Mar
09
2007

Give a kidney, do less time: State deals with organ donation ethics

Kidney cost: What's the value of receiving a donated kidney? That's the question South Carolina legislators are dealing with over a proposed law to reduce sentences of prisoners who donate their organs.
Kidney cost: What's the value of receiving a donated kidney? That's the question South Carolina legislators are dealing with over a proposed law to reduce sentences of prisoners who donate their organs.
How valuable is a donated organ?

That’s the question South Carolina legislators are grappling with as they consider a measure to give state prisoners time off from their sentences if they donate organs to needy patients. For instance, giving up a kidney could reduce a prisoner’s sentence by 180 days.

While the idea was gaining momentum in the current legislative session, lawmakers are now holding off on making a decision until they can get a ruling on federal laws regarding organ donations.

Those laws make it illegal to gain anything of “valuable consideration” for donating an organ. That generally means that people can’t be paid money for giving an organ. But is getting time off from a prison sentence “valuable consideration”?

Organ donation advocates in South Carolina see the concept as a way of saving a lot of lives and getting more needed organ donations into the pipeline.

During the run of Body Worlds at the Science Museum last year, I had many interesting conversations with visitors about organ and body donation. But this topic never came up. It strikes me that there are a lot deeper ethical questions to consider with this.

Personally, I think there’s too much self interest in donating an organ to shorten a prison sentence. The act of organ donation should be like giving a gift, with no strings attached.

What do you think? Share your comments here with other Science Buzz readers.

Your Comments, Thoughts, Questions, Ideas

Anonymous's picture
Anonymous says:

this is a great website

posted on Sat, 03/10/2007 - 3:52pm
Basie's picture
Basie says:

I think a prisoner's sentence should include organ donation, to give back to society..he should be locked up and his organs should be "free" so somebody else may live. If we continue to feed, house and clothe him, that is good enough compensation. I see nothing wrong in reducing his sentence from death to life in an exchange for the organ.

posted on Wed, 01/30/2008 - 7:25am
SharP's picture
SharP says:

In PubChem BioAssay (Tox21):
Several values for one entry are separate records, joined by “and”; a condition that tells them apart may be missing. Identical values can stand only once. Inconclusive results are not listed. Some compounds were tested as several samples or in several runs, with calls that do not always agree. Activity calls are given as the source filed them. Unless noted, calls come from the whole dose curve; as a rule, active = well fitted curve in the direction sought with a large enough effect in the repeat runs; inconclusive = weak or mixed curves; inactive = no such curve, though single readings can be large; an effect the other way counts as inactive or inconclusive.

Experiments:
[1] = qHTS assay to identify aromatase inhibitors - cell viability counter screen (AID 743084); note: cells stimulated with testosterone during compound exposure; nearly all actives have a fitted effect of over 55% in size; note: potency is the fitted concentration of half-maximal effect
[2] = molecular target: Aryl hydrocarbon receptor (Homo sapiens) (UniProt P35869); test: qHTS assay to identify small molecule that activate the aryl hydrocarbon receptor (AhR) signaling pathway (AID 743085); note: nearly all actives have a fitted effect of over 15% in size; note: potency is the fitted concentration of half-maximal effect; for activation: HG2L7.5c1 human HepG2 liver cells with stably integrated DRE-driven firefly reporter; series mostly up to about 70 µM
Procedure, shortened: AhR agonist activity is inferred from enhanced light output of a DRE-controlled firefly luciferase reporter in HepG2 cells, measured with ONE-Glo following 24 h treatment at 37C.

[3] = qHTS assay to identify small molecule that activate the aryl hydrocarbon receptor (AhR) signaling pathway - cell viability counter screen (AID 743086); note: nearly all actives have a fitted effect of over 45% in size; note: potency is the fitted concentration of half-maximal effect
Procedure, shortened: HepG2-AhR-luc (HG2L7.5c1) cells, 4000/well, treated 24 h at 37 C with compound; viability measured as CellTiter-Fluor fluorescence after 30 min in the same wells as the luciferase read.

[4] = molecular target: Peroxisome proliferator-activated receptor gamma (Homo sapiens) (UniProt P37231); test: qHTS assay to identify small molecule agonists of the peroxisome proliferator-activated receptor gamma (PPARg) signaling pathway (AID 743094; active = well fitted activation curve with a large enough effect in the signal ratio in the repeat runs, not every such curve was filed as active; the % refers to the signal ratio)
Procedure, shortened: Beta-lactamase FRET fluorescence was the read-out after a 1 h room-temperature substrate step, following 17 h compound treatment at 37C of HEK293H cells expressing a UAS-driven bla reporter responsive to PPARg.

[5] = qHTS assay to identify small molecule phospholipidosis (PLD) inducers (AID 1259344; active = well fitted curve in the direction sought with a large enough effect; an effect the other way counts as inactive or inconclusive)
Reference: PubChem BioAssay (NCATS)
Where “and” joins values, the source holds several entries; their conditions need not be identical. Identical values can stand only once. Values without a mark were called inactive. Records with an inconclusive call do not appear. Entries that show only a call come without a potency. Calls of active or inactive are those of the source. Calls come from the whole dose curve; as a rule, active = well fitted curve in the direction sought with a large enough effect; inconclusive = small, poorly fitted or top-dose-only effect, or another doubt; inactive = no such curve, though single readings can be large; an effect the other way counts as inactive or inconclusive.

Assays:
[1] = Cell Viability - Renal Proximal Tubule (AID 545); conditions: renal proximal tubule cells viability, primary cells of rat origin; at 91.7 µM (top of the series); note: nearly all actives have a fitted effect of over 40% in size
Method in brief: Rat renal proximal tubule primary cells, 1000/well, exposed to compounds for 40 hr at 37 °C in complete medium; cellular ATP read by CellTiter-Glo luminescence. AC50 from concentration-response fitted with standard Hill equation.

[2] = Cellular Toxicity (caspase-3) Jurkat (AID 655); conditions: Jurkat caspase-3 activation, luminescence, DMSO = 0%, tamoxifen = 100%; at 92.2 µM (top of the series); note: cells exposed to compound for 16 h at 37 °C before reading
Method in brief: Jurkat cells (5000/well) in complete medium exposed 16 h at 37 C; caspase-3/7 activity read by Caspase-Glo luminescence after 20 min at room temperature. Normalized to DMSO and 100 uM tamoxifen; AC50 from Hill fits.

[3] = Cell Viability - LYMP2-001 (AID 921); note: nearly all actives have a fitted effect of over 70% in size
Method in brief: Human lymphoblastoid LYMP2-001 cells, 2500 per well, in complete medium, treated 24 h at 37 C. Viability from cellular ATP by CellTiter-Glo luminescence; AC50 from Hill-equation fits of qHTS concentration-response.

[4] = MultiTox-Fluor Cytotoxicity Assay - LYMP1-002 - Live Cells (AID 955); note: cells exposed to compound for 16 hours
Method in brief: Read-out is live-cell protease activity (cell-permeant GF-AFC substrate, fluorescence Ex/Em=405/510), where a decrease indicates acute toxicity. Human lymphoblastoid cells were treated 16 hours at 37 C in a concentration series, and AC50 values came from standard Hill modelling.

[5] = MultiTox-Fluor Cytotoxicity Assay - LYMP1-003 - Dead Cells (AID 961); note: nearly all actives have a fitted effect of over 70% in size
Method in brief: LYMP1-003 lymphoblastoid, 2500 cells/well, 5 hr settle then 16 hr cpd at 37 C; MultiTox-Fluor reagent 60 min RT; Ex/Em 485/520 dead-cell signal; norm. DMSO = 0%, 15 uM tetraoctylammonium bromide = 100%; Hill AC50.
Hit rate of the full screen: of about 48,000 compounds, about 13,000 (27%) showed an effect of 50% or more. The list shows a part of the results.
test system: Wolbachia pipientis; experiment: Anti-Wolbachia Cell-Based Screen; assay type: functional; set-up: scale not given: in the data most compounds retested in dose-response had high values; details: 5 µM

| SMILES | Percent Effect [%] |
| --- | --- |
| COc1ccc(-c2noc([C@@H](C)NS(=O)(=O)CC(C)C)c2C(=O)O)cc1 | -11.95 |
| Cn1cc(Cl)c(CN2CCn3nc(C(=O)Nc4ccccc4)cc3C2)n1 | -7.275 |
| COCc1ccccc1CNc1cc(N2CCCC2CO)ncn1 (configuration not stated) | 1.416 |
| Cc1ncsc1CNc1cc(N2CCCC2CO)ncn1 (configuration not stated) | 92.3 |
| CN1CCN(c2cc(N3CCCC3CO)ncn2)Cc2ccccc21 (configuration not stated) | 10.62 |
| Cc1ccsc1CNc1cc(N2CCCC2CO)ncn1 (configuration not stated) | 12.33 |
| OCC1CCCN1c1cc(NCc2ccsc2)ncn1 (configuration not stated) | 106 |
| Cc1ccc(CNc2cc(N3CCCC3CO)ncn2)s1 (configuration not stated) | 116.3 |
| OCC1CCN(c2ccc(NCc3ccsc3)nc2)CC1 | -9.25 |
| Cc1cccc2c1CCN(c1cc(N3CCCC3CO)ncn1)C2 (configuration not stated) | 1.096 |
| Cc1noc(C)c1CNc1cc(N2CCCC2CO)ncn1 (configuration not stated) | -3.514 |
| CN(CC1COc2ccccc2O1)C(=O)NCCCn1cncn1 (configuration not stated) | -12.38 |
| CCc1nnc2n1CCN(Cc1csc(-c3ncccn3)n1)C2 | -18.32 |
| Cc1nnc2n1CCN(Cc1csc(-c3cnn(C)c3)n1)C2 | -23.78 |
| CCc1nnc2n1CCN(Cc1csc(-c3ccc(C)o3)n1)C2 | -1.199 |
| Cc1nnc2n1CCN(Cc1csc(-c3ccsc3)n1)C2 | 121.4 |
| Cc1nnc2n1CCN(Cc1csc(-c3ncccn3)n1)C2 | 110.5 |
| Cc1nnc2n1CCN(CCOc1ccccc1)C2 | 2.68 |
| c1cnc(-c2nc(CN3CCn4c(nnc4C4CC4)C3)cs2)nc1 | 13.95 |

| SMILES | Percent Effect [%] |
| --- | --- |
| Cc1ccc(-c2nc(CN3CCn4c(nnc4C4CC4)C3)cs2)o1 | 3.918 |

The need for organ donation far outnumbers the supply here in Canada and the cost to imprison one offender is $70K+/year. Here prison is a short-term vacation. For example Clifford Olson (a serial child rapist, torturer and murderer was not only serving a 25 year sentence, but also was caught collecting a pension ($1,100/month) from his cell on top of the approx. $1,750,000 in taxdollars to protect the community.
Canada hasn't had a death penalty since the 1970's, but seeing grateful organ recipients in my time leads me to think this: Organ and blood donation should be the final obligate sentence for serial, violent, untreatable offenders. It saves healthcare billions a year, good citizens' lives, it helps mourning families know their loved-ones' deaths weren't in vain, the convicted families know their loved one could give back. A kidney for a shortened sentence is great policy but what about blood, bone marrow, pancreatic tissue, a lung and hair for cancer wigs? If we had a death penalty, I'd include liver, heart and both lungs. While my concerns lean toward our sick and dying, I'm an political extremist in this country for thinking innocent lives should come before life-long violent, offenders' self-entitled rights.
This stands on the heels of the sensless, brutal rape, beating, murder and burning of an innocent 18 year-old Kinberly Procter in my area.

posted on Tue, 04/05/2011 - 12:42pm

Post new comment

The content of this field is kept private and will not be shown publicly.
  • Allowed HTML tags: <a> <h3> <h4> <em> <i> <strong> <b> <span> <ul> <ol> <li> <blockquote> <object> <embed> <param> <sub> <sup>
  • Lines and paragraphs break automatically.
  • You may embed videos from the following providers vimeo, youtube. Just add the video URL to your textarea in the place where you would like the video to appear, i.e. http://www.youtube.com/watch?v=pw0jmvdh.
  • Web page addresses and e-mail addresses turn into links automatically.
  • Images can be added to this post.

More information about formatting options